• "Sola, Perduta, Abbandonata" from Manon Lascaut by Puccini, sung by Melody Moore and accompanied on piano by Carol Rausch
  • "Madamina, Il Catalogo E Questo" from The Marriage of Figaro by Mozart, sung by Kenneth Weber and accompanied on piano by Carol Rausch
  • 'E Strano . . . Ah, Fors'e Lui . . . Sempre Libera" from La Traviata by Verdi, sung by Rachel Elizabeth De Trejo and accompanied on piano by Carol Rausch. Gorgeous!
  • "Aprite Un Po' Quegli Occhi" from The Marriage of Figaro by Mozart, sung by Alfred Walker and accompanied on piano by Carol Rausch
  • "The Promise of Living" from The Tender Land by Aaron Copeland, sung by everyone who had performed and accompanied on piano by Carmen Leerstang

Also, Donald Boomgaarden, Dean of the College of Music & Fine Arts, gave a beautiful explanation of the Frohnmayer Legacy Fund, and Tony Decuir, Associate Dean of the College of Music & Fine Arts, read several letters from former students who could not be present and gave his own reminiscences of the Frohnmayers' arrival at Loyola in 1982.

It was an inspiring and gorgeous evening!

This post has described Frohnmayer Appreciation Weekend. My next post will describe what the event meant to me.

Harry Potter: The Phoenix's Song of Lament

When the beloved Professor Albus Dumbledore dies toward the end of Harry Potter and the Half-Blood Prince, Dumbledore's phoenix, named Fawkes, sings a beautiful lament, described on pages 614-615:

Somewhere out in the darkness, a phoenix was singing in a way Harry had never heard before: a stricken lament of terrible beauty. And Harry felt, as he had felt about phoenix song before, that the music was inside him, not without: It was his own grief turned magically to song that echoed across the grounds and through the castle windows.

How long they all stood there, listening, he did not know, nor why it seemed to ease their pain a little to listen to the sound of their mourning, but it felt like a long time later that the hospital door opened again and Professor McGonagall entered the ward.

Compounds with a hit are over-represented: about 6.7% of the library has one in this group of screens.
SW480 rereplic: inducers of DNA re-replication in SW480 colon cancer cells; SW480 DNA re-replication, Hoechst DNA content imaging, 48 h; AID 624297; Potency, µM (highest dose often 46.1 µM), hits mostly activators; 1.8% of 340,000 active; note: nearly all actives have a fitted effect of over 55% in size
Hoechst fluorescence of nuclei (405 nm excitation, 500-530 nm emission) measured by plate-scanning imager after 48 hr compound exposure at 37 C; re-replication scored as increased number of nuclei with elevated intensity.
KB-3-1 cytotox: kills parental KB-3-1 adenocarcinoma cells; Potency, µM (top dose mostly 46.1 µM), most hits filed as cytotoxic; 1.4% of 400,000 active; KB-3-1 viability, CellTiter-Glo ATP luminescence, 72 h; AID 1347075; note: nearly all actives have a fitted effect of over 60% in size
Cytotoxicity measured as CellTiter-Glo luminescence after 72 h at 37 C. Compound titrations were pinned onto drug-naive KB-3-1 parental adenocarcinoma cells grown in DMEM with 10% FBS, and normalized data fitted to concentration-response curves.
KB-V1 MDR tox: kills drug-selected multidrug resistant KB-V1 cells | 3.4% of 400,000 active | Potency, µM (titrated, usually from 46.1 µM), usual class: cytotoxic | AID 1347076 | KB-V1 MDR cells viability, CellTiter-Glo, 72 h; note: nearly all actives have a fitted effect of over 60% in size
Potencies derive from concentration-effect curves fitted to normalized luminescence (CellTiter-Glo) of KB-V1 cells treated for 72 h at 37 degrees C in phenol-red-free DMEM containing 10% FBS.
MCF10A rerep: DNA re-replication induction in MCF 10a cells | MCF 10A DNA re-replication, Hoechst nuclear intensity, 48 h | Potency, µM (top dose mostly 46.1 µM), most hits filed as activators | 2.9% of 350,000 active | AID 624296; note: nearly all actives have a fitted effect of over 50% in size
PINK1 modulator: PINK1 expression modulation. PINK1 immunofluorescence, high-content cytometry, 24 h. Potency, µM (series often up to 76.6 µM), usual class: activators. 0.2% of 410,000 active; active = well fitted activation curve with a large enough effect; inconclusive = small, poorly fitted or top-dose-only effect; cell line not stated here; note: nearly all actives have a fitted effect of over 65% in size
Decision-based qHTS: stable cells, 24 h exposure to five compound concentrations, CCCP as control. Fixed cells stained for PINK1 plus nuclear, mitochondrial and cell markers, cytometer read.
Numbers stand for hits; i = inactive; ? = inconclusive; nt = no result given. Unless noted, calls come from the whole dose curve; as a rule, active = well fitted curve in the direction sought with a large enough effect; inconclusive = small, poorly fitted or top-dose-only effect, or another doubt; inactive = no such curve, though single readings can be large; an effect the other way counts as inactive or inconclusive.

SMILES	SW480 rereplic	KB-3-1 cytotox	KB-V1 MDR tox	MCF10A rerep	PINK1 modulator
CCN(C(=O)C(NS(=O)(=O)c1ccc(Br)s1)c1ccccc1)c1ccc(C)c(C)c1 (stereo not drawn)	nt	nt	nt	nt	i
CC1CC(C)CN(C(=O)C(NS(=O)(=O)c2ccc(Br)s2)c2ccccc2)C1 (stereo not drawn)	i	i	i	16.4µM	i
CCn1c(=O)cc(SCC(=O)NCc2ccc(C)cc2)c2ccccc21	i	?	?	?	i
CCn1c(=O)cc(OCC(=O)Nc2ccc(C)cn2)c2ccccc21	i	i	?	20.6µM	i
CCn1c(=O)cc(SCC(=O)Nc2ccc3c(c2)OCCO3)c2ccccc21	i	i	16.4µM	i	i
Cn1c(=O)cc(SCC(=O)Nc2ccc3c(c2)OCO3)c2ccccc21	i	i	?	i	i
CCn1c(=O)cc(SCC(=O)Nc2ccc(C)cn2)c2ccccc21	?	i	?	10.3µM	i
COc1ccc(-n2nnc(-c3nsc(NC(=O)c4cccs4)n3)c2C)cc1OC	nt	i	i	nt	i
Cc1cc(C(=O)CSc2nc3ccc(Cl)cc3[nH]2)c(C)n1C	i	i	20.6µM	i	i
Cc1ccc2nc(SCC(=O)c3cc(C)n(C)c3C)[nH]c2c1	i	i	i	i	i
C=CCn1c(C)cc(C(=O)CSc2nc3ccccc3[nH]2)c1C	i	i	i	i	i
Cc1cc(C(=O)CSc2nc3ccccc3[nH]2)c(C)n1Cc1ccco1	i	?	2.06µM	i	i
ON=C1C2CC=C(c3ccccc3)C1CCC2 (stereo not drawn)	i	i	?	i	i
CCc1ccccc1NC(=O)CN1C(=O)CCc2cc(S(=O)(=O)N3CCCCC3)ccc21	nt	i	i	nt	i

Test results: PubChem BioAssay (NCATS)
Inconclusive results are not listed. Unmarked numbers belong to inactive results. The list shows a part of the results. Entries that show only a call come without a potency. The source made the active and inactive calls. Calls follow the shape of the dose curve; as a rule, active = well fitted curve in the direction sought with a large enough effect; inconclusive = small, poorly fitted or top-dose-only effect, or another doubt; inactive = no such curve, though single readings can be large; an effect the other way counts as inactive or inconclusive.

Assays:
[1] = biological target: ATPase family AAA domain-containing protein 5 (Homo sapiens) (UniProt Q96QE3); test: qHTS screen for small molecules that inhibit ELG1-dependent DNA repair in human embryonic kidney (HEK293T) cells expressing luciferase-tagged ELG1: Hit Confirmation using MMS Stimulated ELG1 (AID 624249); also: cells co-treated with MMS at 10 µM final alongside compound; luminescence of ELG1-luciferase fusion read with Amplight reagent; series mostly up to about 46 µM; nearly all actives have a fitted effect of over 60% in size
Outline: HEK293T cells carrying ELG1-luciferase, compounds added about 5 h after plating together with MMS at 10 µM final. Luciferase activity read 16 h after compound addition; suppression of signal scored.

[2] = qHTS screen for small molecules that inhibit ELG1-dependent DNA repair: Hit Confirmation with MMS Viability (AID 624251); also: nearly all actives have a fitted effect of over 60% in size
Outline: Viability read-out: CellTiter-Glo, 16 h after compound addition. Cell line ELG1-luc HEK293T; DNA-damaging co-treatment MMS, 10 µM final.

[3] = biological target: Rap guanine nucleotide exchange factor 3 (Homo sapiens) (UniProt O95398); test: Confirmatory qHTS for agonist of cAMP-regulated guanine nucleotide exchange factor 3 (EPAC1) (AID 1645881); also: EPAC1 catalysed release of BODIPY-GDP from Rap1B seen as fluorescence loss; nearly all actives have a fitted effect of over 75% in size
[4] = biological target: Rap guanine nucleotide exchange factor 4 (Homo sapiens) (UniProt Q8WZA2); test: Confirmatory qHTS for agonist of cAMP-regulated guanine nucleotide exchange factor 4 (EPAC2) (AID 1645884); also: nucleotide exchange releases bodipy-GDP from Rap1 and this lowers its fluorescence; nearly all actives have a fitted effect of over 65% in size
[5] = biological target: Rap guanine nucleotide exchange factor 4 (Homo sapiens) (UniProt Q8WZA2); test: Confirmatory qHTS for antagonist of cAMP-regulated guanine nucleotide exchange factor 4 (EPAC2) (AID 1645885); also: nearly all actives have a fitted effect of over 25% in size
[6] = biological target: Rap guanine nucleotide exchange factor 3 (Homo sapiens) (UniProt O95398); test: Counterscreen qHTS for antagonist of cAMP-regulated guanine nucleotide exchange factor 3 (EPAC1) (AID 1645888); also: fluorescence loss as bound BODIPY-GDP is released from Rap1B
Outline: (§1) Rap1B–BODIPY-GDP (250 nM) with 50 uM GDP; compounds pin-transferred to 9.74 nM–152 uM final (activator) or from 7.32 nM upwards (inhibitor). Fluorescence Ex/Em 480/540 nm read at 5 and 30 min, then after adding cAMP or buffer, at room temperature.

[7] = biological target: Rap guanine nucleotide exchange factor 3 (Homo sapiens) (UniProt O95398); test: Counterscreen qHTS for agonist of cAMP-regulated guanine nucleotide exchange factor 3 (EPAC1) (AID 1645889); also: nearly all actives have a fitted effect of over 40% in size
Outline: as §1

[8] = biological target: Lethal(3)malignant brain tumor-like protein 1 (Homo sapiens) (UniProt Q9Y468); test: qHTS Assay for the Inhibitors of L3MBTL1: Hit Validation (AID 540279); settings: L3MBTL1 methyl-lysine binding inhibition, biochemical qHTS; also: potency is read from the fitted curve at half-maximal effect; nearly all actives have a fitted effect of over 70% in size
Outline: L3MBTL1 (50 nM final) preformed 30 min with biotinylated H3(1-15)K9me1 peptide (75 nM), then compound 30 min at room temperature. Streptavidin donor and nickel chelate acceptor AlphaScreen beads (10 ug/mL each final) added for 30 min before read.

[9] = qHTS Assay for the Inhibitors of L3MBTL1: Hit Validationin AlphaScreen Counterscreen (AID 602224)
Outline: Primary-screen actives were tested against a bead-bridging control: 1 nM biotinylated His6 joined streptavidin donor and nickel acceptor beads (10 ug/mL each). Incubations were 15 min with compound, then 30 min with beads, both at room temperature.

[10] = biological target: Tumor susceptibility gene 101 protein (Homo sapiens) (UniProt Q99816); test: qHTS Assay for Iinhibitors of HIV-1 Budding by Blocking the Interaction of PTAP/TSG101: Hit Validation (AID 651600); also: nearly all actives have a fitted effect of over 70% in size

This is the power of beautiful music of deep feeling. Such music seems to be not only outside the listener but also within the listener's soul. Such music expresses the listener's feelings in a beautiful way--turns the listener's feelings, even if those feelings are very painful, into something of beauty. And in so doing, such music heals.

If one's soul has been damaged, one way to heal the soul is through music and other types of art. Art heals the soul. Music heals the soul.

I would say that anyone whose soul has been damaged by being abused or traumatized, or by abusing or traumatizing self or others, would do well to make music and other forms of art an important part of his or her healing. Such a person would do well to surround himself or herself with beauty. Prisons and half-way houses would do well to take note of this. So would hospitals, rehabilitation centers, nursing homes--any place that focuses on rehabilitation and healing.

Sunday, June 5, 2011

Harry Potter: Prophecy

In Harry Potter and the Half-Blood Prince, Professor Albus Dumbledore expresses a very sensible view on prophecy. Dumbledore says that prophecies are not automatically fulfilled. Rather, a prophecy is fulfilled only when people act on the prophecy.